Hillary Clinton is in a unique position having been involved in foreign policy over the past two decades. She is a former First Lady, Senator from New York, candidate for the 2008 Democratic nomination against Barack Obama, Secretary of State, and a potential candidate for the White House in 2016. Her opinion on international relationships carries weight, but how much? Upon receiving a distinguished leadership award from the NATO Council awards dinner alongside NATO Secretary General Anders Fogh Rasmussen Secretary, Clinton made remarks on her perspective of the current status of NATO.
“NATO is turning into a two-tiered alliance with shrinking percentage of members willing – and able – to pay the price and bear the burdens of common defense,” This assessment was very similar to one made by Secretary General Rasmussen at the annual national conference in Norway where he stated that the “United States accounts for two-thirds of NATO defence spending”.
A large part of this has to do with austerity programs that are in effect across Europe. Countries have to prioritize on spending and NATO contribution is not a pressing concern when the United States is currently covering a large part of the expenses. Current global affairs have set a precedent of American mass spending leading to a “political deficit”. An example of this would be Libya where a majority of the member countries committed to a joint action against Muammar Gaddafi, but only a third of the countries committed militarily. “It is well known and it became apparent that monopolies at anything, particularly energy, create risks, they make countries vulnerable to threats and coercion and distort the balance of power,” Clinton said, referring to Europe’s reliance on Russian natural gas.” She also commented on energy security.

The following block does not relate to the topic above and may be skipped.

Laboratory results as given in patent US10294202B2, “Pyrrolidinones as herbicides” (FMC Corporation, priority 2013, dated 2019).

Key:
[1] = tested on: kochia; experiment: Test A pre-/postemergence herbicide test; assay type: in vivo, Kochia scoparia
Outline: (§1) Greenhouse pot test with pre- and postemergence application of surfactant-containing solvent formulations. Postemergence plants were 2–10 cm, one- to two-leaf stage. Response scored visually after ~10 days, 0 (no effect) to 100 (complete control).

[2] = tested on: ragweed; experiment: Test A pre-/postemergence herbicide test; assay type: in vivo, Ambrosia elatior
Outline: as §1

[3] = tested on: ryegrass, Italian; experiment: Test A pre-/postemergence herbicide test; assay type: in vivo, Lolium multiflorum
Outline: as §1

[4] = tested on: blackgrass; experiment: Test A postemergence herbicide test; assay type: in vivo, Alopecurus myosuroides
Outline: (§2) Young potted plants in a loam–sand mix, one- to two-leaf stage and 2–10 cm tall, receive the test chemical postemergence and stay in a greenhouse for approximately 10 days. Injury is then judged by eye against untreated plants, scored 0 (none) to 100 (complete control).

While many (especially in North America) share these concerns, one must appreciate the efforts of NATO to implement smart and strategic goals in order to stabilize the balance of responsibility. Sec. Gen. Rasmussen highlighted the ‘smart defense’ plan, where countries will share the burden of innovative, yet costly technology in order to ameliorate the defense capabilities of Europe. He also touched on the ‘Connected Forces Initiative’ that focuses more on joint training in order to strengthen the bonds between nations in this alliance. This further builds on the 2010 Strategic Concept addressing emerging concerns such as cyber security and the preparedness of local forces that are currently supported by NATO.
It is easy to empathize with Clinton when her nation is financing a large part of current-day NATO operations during an unstable economic period. NATO’s strategic imperatives to move ahead are the right ones. Though it is absolutely paramount to find efficiencies and capitalize on every opportunity to strengthen our defense capabilities against emerging threats such as cyber security and ballistic missiles, it is an absolute priority to bridge the resulting political deficits from the appearance of a tiered economic response system within NATO. As Hillary Clinton noted in her remarks, “Even in these difficult economic times, we cannot afford to let the greatest alliance in history slide into military irrelevance”.